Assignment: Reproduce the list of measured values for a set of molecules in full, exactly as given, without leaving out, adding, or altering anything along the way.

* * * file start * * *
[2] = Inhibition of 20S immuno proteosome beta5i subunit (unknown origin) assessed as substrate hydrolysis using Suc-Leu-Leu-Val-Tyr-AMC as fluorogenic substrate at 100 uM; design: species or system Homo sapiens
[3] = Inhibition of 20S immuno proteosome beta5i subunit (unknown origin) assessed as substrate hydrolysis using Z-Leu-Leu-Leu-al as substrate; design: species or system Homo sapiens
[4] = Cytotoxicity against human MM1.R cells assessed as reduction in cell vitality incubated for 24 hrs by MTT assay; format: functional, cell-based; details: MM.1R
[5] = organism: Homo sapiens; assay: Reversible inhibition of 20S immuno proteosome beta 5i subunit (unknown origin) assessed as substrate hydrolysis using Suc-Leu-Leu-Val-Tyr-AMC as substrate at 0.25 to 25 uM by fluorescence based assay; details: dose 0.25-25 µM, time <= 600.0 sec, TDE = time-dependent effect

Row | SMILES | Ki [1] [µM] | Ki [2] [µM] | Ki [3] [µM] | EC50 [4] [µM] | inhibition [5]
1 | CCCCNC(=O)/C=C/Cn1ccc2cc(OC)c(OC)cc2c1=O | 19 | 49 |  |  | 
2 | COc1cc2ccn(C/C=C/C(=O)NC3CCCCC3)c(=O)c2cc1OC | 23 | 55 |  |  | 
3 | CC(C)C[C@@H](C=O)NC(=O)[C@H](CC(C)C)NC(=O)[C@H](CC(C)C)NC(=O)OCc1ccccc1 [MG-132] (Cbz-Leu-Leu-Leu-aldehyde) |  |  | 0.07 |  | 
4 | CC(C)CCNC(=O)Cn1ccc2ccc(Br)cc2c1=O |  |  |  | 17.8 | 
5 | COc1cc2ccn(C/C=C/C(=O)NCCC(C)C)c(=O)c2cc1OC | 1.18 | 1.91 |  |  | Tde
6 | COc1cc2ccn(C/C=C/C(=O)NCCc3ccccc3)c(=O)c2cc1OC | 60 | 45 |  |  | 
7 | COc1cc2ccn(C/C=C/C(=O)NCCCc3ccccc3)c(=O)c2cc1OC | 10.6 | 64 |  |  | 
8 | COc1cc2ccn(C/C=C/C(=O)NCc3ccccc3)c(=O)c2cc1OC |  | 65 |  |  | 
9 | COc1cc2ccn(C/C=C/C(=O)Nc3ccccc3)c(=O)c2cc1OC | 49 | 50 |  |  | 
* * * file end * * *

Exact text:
[2] = Inhibition of 20S immuno proteosome beta5i subunit (unknown origin) assessed as substrate hydrolysis using Suc-Leu-Leu-Val-Tyr-AMC as fluorogenic substrate at 100 uM; design: species or system Homo sapiens
[3] = Inhibition of 20S immuno proteosome beta5i subunit (unknown origin) assessed as substrate hydrolysis using Z-Leu-Leu-Leu-al as substrate; design: species or system Homo sapiens
[4] = Cytotoxicity against human MM1.R cells assessed as reduction in cell vitality incubated for 24 hrs by MTT assay; format: functional, cell-based; details: MM.1R
[5] = organism: Homo sapiens; assay: Reversible inhibition of 20S immuno proteosome beta 5i subunit (unknown origin) assessed as substrate hydrolysis using Suc-Leu-Leu-Val-Tyr-AMC as substrate at 0.25 to 25 uM by fluorescence based assay; details: dose 0.25-25 µM, time <= 600.0 sec, TDE = time-dependent effect

Row | SMILES | Ki [1] [µM] | Ki [2] [µM] | Ki [3] [µM] | EC50 [4] [µM] | inhibition [5]
1 | CCCCNC(=O)/C=C/Cn1ccc2cc(OC)c(OC)cc2c1=O | 19 | 49 |  |  | 
2 | COc1cc2ccn(C/C=C/C(=O)NC3CCCCC3)c(=O)c2cc1OC | 23 | 55 |  |  | 
3 | CC(C)C[C@@H](C=O)NC(=O)[C@H](CC(C)C)NC(=O)[C@H](CC(C)C)NC(=O)OCc1ccccc1 [MG-132] (Cbz-Leu-Leu-Leu-aldehyde) |  |  | 0.07 |  | 
4 | CC(C)CCNC(=O)Cn1ccc2ccc(Br)cc2c1=O |  |  |  | 17.8 | 
5 | COc1cc2ccn(C/C=C/C(=O)NCCC(C)C)c(=O)c2cc1OC | 1.18 | 1.91 |  |  | Tde
6 | COc1cc2ccn(C/C=C/C(=O)NCCc3ccccc3)c(=O)c2cc1OC | 60 | 45 |  |  | 
7 | COc1cc2ccn(C/C=C/C(=O)NCCCc3ccccc3)c(=O)c2cc1OC | 10.6 | 64 |  |  | 
8 | COc1cc2ccn(C/C=C/C(=O)NCc3ccccc3)c(=O)c2cc1OC |  | 65 |  |  | 
9 | COc1cc2ccn(C/C=C/C(=O)Nc3ccccc3)c(=O)c2cc1OC | 49 | 50 |  |  | 